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What Does the Fed’s Beige Book Say About the Economy?

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US Federal Reserve

What Does the Fed’s Beige Book Say About the Economy?

July 16 2015, 06.55am GMT


The Beige Book, or to give its formal title, The Summary of Commentary on Current Economic Conditions, is a report which is published by the Federal Reserve eight times per year.

The report consists of anecdotal information on the current economic conditions in its district by each of the twelve Federal Reserve Banks, gathered from Bank and branch directors and interviews with economists and other experts. The report is published before each of the eight Federal Open Market Committee (FOMC) meetings. The name Beige Book comes from the beige color of the book’s cover.

The summary of the Beige Book report released on Wednesday highlights that it is not a commentary on the views of Federal Reserve officials, but rather a compilation of the comments received from business and other contacts outside of the Fed itself.

The report says that all twelve Federal Reserve Districts indicated that economic activity expanded from mid-May through June. Activity in New York, Philadelphia and Kansas City grew at a modest pace while Richmond, Atlanta, Chicago, St.  Louis, Minneapolis, Dallas and San Francisco saw moderate growth. All the other districts reported stable conditions coupled with optimism for future growth.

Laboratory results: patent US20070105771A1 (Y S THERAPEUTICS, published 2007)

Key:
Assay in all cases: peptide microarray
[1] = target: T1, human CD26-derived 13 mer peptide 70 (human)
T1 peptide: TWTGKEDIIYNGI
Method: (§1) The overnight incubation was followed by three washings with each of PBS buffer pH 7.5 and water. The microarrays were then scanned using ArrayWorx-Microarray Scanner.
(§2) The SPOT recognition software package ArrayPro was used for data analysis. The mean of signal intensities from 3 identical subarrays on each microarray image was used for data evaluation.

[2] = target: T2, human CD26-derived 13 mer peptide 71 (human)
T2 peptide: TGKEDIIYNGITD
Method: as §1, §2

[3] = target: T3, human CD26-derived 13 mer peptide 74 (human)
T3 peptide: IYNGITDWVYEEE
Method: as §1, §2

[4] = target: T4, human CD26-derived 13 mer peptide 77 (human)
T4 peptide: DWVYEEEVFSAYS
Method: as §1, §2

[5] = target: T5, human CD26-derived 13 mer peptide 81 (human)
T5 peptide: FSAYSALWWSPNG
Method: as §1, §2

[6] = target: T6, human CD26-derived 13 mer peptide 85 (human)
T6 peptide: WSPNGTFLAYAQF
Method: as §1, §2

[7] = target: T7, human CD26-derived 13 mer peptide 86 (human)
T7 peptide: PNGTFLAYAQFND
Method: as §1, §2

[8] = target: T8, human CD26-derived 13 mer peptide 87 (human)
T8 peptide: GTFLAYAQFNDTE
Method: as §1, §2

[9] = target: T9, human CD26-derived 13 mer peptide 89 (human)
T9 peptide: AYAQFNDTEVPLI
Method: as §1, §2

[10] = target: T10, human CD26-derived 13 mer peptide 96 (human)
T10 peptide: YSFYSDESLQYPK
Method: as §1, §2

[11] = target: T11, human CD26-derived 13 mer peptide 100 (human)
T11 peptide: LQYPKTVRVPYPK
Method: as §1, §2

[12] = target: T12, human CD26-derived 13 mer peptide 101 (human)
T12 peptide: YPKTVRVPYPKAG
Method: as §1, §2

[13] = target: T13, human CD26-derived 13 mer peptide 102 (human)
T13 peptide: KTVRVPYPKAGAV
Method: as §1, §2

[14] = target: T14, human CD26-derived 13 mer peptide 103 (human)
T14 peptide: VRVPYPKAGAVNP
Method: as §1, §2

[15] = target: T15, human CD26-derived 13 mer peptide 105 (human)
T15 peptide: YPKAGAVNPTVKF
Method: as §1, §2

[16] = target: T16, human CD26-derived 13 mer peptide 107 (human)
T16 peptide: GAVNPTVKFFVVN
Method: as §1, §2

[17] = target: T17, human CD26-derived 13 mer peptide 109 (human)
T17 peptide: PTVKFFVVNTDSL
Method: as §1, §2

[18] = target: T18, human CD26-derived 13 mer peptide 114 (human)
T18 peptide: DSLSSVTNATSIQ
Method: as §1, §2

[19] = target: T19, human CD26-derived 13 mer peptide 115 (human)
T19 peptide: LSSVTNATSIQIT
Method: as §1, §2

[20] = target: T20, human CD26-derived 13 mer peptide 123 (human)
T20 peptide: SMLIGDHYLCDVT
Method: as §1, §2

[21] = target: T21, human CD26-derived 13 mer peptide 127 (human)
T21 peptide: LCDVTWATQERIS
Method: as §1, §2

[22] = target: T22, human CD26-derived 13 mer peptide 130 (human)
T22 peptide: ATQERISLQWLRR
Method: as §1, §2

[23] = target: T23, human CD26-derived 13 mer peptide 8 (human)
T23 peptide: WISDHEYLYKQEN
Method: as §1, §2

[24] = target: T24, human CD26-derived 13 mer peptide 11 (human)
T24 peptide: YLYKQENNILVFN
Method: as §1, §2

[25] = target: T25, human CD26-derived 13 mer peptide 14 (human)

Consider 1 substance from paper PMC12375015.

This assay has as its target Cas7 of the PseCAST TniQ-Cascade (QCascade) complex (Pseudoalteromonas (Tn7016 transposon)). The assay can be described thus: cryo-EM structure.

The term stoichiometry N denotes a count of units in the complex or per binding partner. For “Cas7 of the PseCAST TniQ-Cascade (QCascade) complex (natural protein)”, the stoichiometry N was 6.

Reports across the districts indicate that employment levels increased or were steady in most sectors although there were some reports of layoffs in manufacturing and energy industries. Most districts reported modest wage pressure with the exception of jobs that required specialized skills or were in high demand.

An indication of an expansion in the economy can be derived from the report that consumer spending increased across all districts, although to varying degrees. Increased consumer spending should inevitably lead to economic growth to provide for growing consumer needs.

The report highlighted certain areas for concern such as the dollar (USD) strength and the decline in drilling for gas and oil as a result of the depressed energy prices. Dollar strength and lower commodity prices often go hand in hand as a result of the inverse relationship the USD has with commodity prices.

The report very much confirmed much of what Federal Reserve Chair Janet Yellen told House Financial Services committee members in Washington on Wednesday.

Ms. Yellen said she expects the United States economy to strengthen further during the second half of 2015 which should keep the Fed on track to increase interest rates, in her words “at some point this year.” Interest rates have been at almost zero since the Great Recession in an effort to keep the cost of loans at a minimum in efforts to regrow the U.S. economy.

The consensus among Fed watchers is for a rate hike as early as the September FOMC meeting.

Gus Faucher, senior economist at PNC Financial Services said, “Her remarks are consistent with a rate hike in either September or December.”


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